I took the liberty of making some transparent edits for the sake of attempting relevancy, for marigolds still act in this way on me. They are a most potent gift and will soothe me to my dying day, this I know. Yet, even as I started into the third paragraph, I realized there is not the same relevancy – while my distaste for society’s way of ranking still holds on my tongue, my thought to it has dissipated altogether. I know I am no one to society because this society does not know how to value the power of the spirit that animates this body and I have no concern to that idea, can’t even notice the “burn in my pocket.” I will be and do as I am and the natural world will see to the order of things.
You see, I had just quit my job
last week, so I have time to notice these things. I have time to notice fall’s patient arrival and hear my grandmother remind me, “Marigolds are good for keeping the bees away.”
I like to notice these things when I can, before I have to notice the smell of the burn in my pocket, before society steps up to remind me that once that buck in my pocket is gone, I’m nobody. And not even a buck is enough to make you someone on public transit. Government-funded, so it makes sense.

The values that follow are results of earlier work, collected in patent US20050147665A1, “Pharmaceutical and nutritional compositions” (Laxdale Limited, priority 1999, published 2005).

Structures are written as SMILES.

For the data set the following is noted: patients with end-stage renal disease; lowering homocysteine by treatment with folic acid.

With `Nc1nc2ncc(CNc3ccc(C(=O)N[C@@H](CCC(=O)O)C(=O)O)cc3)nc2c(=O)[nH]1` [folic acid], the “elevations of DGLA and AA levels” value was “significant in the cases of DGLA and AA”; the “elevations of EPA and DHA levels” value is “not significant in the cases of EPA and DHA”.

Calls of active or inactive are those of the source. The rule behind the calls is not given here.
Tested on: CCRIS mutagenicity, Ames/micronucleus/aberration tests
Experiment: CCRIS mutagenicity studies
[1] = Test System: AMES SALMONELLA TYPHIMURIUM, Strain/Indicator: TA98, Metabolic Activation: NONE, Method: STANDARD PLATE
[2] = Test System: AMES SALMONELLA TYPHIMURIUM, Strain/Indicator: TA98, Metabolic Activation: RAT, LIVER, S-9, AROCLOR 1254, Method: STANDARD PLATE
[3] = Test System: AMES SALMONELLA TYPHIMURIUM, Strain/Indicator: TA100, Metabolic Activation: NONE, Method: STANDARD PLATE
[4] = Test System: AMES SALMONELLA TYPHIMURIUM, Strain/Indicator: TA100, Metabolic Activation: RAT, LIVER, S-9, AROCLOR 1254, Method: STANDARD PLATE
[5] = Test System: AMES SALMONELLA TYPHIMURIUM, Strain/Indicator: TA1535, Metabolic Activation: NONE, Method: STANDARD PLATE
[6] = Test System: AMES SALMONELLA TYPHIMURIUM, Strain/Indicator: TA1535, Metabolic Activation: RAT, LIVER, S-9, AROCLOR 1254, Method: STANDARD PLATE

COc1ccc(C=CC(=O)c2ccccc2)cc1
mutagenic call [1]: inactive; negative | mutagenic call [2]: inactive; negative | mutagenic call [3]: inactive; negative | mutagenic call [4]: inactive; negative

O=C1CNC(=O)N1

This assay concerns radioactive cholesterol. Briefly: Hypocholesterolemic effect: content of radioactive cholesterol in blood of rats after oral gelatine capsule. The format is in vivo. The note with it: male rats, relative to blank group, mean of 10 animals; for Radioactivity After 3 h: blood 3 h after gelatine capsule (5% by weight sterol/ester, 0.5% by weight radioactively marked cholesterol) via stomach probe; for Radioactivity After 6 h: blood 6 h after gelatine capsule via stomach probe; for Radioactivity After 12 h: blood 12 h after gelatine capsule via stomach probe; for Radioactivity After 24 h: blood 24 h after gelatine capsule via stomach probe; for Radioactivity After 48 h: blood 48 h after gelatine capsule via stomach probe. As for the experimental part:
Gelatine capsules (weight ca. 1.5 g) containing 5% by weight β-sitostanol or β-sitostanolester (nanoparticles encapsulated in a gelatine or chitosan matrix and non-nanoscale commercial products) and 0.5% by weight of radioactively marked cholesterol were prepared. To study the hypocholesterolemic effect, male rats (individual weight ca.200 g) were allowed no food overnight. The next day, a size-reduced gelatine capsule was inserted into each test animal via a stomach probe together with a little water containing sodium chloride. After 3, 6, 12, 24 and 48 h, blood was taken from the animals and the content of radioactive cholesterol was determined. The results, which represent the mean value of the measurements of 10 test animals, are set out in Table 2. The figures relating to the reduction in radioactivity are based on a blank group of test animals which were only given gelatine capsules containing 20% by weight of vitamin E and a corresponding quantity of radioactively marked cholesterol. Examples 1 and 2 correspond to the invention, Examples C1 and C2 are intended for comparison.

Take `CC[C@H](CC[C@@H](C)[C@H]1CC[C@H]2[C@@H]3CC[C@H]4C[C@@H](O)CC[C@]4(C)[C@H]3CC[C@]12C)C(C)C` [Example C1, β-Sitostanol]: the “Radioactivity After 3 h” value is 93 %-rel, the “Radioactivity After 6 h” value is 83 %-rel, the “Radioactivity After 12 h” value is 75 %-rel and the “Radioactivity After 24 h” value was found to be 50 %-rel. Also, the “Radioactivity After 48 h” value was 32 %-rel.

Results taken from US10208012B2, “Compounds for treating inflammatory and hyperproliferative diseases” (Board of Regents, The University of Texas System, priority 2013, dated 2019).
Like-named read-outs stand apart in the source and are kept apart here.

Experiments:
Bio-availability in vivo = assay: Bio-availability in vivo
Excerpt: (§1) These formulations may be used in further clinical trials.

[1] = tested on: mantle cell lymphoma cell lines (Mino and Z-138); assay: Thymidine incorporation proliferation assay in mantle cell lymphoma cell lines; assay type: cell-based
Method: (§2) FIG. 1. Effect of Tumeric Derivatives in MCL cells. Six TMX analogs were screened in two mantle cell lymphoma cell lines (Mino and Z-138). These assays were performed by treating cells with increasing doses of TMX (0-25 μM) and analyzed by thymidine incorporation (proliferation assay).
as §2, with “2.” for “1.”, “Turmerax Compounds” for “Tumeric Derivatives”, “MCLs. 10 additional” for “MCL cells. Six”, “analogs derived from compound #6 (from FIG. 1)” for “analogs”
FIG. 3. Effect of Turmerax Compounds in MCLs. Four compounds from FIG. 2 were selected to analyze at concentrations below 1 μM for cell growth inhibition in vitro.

Of course, you don’t know these things as a 5-year-old playing in your grandmother’s garden, sniffing marigolds and tugging tomato vines by day and dancing in rhythm to the lightning bugs’ silent light symphony at dusk. And of course, you don’t realize how ominous is your own action of trapping a lightning bug in a jar when you’re five years old. You provide leaves for food and holes for air, but the lightning bug knows that he has lost his most precious item – freedom to fly – and, in a matter of days, in spite of all good care, he’ll be dead.
I’m allergic to bees. Yet I find that my fear is less impervious to these winged beasts than to other bugs, those that cannot harm me. So, I grow bamboo instead.
I have to wonder, does the butterfly sigh? Perhaps, if I can close up this lithium powered laptop for a moment and shut up the digital hum around me, I can hear her. Yet there’s the buzzing of a phone in my pocket, the new kind of honey bee, smart and 4G, a money maker’s symbol.
I think I’d prefer the risk of the natural buzzer.
-Originally written October 2009